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Question about finishing lugs and for crowns

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Question about finishing lugs and for crowns

Old 01-14-22, 11:12 AM
  #1  
BTinNYC
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Question about finishing lugs and for crowns

Originally Posted by Doug Fattic View Post
It has long been a tradition that the best of the American builders file lugs thinner. We donít taper the thickness so the edges blend into the tubes but we do thin them so they end up to be about a mm thick. This comes from a couple of influences. The first is that the father of American builders - Albert Eisentraut - did this and got a lot of publicity in American bicycling magazines in the 70ís. It became the defacto standard of judging quality. The second reason was that when we got back from our apprenticeships in Europe, we needed to visually show why our frames were better than our European competition (we didnít compete against other at that time). Our spiel was that we not only took time to make frames look better where you could see it but also with alignment and mitering where you couldnít.

There is plenty of meat on your Peugot lugs to thin them some, just donít get carried away. I would start by evening the thickness all the way around. Pressed lugs are always uneven in thickness. Then you could evaluate whether you wanted to thin them more.

Start on the sides of the lugs first where it is more awkward to get a decent length file stroke. Be careful not to let the file slip off the lug onto the tube. This rounds the edge (the mark of an amateur). The top and bottom lug tips should be done last because it is easy by comparison to motor those down. Use a bastard cut file to hog off the offending bulk. Next go to a fine cut file to remove the file marks left by the bastards and then polish with 80 grit emery cloth to give a final smooth finish.
Thread dredge, I'm currently working/practicing on a Centurion Sport DLX and here's my related question; Do the fork lugs also get filed?

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Old 01-14-22, 12:04 PM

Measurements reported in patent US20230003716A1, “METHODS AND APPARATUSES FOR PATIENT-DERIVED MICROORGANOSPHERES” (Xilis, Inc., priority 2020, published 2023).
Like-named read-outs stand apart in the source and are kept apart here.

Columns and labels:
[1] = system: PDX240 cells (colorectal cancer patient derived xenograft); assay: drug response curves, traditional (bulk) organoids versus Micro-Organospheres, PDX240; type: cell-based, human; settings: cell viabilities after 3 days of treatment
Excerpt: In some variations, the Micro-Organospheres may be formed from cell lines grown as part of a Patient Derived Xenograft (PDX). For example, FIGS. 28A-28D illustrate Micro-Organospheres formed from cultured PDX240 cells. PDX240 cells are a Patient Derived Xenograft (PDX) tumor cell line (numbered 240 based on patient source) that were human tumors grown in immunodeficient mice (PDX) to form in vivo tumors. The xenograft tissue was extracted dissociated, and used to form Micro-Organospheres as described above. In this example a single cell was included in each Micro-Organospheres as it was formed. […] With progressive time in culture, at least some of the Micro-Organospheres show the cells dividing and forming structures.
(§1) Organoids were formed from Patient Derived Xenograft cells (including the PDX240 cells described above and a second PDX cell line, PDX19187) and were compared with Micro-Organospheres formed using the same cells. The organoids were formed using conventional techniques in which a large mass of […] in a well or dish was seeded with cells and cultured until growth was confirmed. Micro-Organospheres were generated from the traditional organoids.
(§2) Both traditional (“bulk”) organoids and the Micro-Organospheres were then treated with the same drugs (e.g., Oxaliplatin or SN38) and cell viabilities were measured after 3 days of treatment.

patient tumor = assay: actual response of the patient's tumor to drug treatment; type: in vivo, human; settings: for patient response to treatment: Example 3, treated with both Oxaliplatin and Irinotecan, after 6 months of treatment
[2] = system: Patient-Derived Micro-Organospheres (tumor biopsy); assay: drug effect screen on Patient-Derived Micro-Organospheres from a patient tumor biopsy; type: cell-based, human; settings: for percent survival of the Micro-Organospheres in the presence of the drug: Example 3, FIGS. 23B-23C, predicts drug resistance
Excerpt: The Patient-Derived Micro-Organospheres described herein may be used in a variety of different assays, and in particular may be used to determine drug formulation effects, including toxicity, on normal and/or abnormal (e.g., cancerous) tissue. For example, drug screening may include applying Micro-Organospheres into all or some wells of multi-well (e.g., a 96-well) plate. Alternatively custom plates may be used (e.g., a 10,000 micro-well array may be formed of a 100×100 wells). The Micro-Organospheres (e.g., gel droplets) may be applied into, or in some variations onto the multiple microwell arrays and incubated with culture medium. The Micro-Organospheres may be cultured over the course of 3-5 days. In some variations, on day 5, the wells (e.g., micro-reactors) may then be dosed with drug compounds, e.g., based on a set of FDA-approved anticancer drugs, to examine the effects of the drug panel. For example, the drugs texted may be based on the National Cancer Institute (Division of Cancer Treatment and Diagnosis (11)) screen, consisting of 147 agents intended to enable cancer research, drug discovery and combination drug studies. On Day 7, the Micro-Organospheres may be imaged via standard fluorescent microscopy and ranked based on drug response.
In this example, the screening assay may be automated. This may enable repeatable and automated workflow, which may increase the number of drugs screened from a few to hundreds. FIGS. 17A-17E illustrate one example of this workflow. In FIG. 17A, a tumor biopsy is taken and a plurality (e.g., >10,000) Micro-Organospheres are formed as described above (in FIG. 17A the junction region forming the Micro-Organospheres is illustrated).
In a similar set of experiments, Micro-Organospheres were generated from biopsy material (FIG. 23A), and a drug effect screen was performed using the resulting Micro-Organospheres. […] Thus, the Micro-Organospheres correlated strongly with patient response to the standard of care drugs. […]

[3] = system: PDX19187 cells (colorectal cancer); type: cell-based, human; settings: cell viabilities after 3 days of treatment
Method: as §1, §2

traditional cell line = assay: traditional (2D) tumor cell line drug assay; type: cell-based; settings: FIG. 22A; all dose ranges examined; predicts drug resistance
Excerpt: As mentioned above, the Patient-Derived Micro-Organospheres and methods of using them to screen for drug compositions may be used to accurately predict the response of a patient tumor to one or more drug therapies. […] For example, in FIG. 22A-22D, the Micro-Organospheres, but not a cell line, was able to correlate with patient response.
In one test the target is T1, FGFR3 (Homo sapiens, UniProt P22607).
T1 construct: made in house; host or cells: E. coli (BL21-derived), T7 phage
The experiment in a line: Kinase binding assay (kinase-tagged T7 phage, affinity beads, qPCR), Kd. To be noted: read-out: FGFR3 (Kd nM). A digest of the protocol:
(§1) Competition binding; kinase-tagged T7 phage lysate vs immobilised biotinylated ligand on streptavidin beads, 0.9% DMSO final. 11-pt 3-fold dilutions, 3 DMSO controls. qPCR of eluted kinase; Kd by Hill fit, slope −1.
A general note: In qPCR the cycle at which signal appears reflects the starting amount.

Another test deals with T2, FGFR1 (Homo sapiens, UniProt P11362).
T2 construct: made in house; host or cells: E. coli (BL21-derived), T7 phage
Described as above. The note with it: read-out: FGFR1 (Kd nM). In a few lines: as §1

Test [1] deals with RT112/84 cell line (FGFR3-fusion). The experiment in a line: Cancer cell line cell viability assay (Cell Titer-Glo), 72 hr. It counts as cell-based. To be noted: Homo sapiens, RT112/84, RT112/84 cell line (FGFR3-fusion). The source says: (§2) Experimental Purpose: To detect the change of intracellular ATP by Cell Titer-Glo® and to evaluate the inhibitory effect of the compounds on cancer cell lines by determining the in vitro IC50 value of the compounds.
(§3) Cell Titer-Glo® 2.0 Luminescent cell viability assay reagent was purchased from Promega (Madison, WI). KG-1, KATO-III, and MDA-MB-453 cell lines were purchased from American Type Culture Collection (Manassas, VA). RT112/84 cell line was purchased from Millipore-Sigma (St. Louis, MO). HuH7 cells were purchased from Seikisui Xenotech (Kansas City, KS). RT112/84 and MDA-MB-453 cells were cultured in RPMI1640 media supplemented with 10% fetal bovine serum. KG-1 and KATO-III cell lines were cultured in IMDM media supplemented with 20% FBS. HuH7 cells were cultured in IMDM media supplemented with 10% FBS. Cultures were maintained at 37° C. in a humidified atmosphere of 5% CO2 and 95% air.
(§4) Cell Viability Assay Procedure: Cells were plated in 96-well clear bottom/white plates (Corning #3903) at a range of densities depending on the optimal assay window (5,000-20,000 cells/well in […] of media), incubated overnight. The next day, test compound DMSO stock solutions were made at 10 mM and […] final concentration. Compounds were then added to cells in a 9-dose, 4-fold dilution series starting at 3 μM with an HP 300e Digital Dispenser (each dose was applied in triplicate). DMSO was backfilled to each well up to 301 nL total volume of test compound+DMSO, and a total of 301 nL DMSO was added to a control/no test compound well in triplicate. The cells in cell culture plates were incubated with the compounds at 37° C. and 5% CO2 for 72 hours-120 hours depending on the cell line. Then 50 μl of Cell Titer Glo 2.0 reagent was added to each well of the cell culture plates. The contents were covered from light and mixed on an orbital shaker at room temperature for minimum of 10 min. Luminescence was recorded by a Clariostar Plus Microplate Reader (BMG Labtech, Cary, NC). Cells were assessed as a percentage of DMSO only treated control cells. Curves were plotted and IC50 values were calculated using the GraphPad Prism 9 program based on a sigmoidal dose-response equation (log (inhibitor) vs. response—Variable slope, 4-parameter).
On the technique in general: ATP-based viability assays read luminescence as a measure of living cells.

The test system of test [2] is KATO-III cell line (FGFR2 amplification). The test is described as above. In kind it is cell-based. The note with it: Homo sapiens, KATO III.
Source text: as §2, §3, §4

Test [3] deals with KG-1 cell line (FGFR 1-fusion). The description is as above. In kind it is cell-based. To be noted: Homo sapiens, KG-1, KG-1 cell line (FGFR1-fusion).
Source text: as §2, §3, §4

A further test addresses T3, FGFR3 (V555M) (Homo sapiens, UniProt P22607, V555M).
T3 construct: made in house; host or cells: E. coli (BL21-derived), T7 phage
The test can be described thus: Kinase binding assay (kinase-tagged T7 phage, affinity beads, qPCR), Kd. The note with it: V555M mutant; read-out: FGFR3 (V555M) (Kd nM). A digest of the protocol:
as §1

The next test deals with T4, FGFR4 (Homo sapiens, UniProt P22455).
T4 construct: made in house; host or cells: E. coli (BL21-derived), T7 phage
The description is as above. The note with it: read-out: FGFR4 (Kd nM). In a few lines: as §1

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I decided to split out your question because the other thread was so old and a lot of people no longer participate here.

A production bike probably had at least a little bit of filing. Most people building frames would file every part, they tend to be a bit crude even now that they are investment cast.

But you asked about fork lugs (normally called a crown) and showed a picture of a seat cluster, which part are you asking about? Centurians often were built with a crown that was a Nervex copy. The original nervex crowns were very thick, and they were often filed quite a bit because they were really crude. Lower end production bikes would have them virtually untouched. The Japanese copies weren't quite as crude. Really depends on the factory though.

Last edited by unterhausen; 01-14-22 at 12:08 PM.
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Old 01-14-22, 12:20 PM
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Thanks!
The fork crown is crude, sloppily brazed, and the most banged up piece of the bike. I've made progress on the general cleanup.
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Old 01-14-22, 03:38 PM
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I always questioned how thin I should go on a welded up sheet metal crown like that. Especially after the fork has been built and you can't tell how thick the metal is. Your fork has a lot of extra brazing filler that's really not doing anything. It would have been nice to have the opportunity to clean up the shorelines of the crown before brazing. It would be pretty difficult to clean them up now.
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Old 01-14-22, 08:29 PM
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I might consider smoothing out the general surface removing the many file marks. But not doing any real socket or even edge filing. I'd also consider the crown's underside but would want to feel comfy about how much filler was still about the seam.

I consider the fork crown the second hardest joint to finish file. Only the BB shell is worse.

A not yet asked possible question is who's painting the bike? If not the OP than does the OP have an idea to how the painter wants the bike to be like and what they can do as far as taking care of "spots" Andy
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Old 01-15-22, 05:52 AM
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Originally Posted by Andrew R Stewart View Post

A not yet asked possible question is who's painting the bike? If not the OP than does the OP have an idea to how the painter wants the bike to be like and what they can do as far as taking care of "spots" Andy
Thank you for the good pointers, I'll work on the crown cleanup/smoothing.

I'm rattle can painting, and if you have tips about "spots" or anything, it would be appreciated.

Paint plan: Get the the frame to a uniform brush with 400 grit then scotchbrite red. Spray primer with the 2K epoxy primer. Bondo the dings. Second primer coat. Color with Duplicolor. Clear coat with 2K.
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